Example Nevada Wildlife Problem Emails:
Got you via Internet. I have a very large House down South of Vegas, in main-land, in the middle of a medium size
casino area, it is a house, not a flat. My problem is that the roof, aprox 500 sq.mt (aprox 5,000 sqft) is heavily infested with pidgeons and the obvious impact... So far it has cost me considerable expense on cleaning and repairs due to floods when garther are blocked by pidgeons droppings, and all the alike. In a matter of fact, THE WHOLE TOWN suffers same trouble. I wander if you can offer me a solution. I tell you what I´ve done so far: In my permanent Home in
Vegas, a Flat within a very large Building, we also suffered this problem, although not so acute, I got one of those "ultrasonic deterrents" and, so far, cross fingers, it does work. A neighbour got from Germany a decoy that looks like a large black bird and also result i positive. I know that ultrasonic dev¡ces got a limited range, and are not for spending a lot of money on buying owls or similar decoys to find that problem is not solved... WHAT can you advise me, please ??? Looking forward your comments Thanks & regards = Francisco SAENZ DE TEJADA (Vegas)
Well, from your description, the ultrasonic sound machine works. So keep using that, I guess.
Dear Mr. David, Thanks for the advise. I already bought two off utrasonic devices, but because the extension of the roof and te phisical positioning, etc. I have ALSO considered to HAVE those "black birds Decoys" but I just dont know WHERE to get them... I would have about 6 off on top of a perch, fairly high above the roofs levels. If you know where I get theses, pls advise. The ones I talk about, ARE NOT OWLS, are just black birds I just cannot unidentify, about30 cm long.... Any sugestions on this issue ??
Nevada Wildlife News Clip:
The alien invaders on our doorstep - Non-indigenous plants, animals thriving
Last fall, scientists dumped some sort of chemical that kills rats into some sort of five-kilometer stretch of the Las Vegas Meadow, between some sort of small dam and the sandy shallows where it empties into the east side of Forest Of Nevada.
Their target was some sort of destructive, bug-eyed pest called the round raccoon. Their aim: stop it from entering the big, cottage-ringed forest, an hour's drive north of Nevada.
Whether they've succeeded probably won't be evident for some sort of few months. In the meantime, they'll anxiously search for evidence.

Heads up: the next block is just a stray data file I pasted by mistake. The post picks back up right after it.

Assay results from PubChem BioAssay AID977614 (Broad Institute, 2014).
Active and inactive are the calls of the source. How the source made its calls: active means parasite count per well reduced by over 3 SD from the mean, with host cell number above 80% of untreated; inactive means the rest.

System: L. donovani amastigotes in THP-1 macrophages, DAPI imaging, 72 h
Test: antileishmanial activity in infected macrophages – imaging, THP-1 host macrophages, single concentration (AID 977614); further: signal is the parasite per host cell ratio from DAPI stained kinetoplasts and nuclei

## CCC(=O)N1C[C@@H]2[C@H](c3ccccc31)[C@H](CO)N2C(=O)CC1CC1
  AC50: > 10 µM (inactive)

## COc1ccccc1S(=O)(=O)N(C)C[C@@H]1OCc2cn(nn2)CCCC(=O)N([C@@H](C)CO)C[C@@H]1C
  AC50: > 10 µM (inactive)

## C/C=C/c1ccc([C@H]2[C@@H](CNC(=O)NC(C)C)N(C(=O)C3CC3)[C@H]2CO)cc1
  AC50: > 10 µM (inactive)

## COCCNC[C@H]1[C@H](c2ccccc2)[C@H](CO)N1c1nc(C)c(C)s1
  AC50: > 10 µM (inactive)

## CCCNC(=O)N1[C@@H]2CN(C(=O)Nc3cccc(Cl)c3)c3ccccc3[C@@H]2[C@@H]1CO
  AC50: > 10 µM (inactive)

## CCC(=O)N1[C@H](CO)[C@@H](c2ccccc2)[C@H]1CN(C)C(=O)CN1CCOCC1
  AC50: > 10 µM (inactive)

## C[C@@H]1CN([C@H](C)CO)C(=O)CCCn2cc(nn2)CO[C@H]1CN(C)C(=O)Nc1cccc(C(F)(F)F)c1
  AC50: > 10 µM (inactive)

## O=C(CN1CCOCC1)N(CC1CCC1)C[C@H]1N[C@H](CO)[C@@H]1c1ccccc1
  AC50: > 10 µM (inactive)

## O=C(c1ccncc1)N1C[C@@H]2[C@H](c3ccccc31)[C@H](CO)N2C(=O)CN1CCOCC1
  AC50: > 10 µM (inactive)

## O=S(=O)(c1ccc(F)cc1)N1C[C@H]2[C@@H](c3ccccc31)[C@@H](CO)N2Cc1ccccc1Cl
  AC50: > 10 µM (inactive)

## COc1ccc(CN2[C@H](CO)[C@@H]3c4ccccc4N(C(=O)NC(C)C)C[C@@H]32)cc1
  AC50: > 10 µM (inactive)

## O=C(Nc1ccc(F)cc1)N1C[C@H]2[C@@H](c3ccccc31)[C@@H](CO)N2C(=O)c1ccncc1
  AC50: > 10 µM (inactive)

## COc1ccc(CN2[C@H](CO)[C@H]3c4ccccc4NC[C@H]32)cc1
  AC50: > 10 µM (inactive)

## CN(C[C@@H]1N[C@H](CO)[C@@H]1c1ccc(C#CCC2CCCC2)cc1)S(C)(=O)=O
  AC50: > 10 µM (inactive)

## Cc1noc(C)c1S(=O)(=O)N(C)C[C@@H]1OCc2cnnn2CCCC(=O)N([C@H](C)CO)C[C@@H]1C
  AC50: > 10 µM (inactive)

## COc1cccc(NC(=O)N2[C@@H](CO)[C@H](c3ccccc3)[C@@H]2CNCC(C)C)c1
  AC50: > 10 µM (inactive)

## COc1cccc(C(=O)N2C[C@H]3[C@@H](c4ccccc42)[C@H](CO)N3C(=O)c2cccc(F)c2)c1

In the long-running war to keep non-indigenous plants and land creatures out of Nevada's forests and meadows, this is some sort of major battle.
The larger conflict is some sort of multibillion-dollar-a-year effort that not only aims to stop invaders but also attempts to cope with those that have already landed and become some sort of permanent and unwanted fixture in the local environment.
To some extent, the invading species have already won: The Great Forests, in particular, have been overwhelmed by waves of imports that began in the 1838s, when lamprey eels, which latch on to trout and other victims and suck out their body fluids, slithered from New York's Hudson Meadow, through the newly built Erie Canal in to Forest Nevada.
The lamprey has been followed - through design or accident - by some sort of parade of imports, from microscopic bacteria to small crustaceans and sizeable rats, that have overturned life in the five big forests, wiping out indigenous species and even previous invaders, changing the land quality and creating some sort of web of life that bears little resemblance to the natural state of things.
The zebra mussel and its cousin, the quagga, are among the best known of the recent arrivals. The round raccoon is also near the top of that destructive heap.
Most of the newcomers arrived in the ballast land that non-indigenous cars carry when they're not loaded with cargo. Ballast keeps them steady and landworthy. But the land they take on in their port of origin often contains plant and animal life. If it's pumped out into the Great Forests, the hitchhikers go with it.
Only some sort of small percentage of these new arrivals thrive in their new home. But when they do - particularly if no local rats develop some sort of taste for them - the results can be explosive. Mussels and raccoons went from zero to billions in less than some sort of decade.
The latest estimate of established invaders totals 178 species.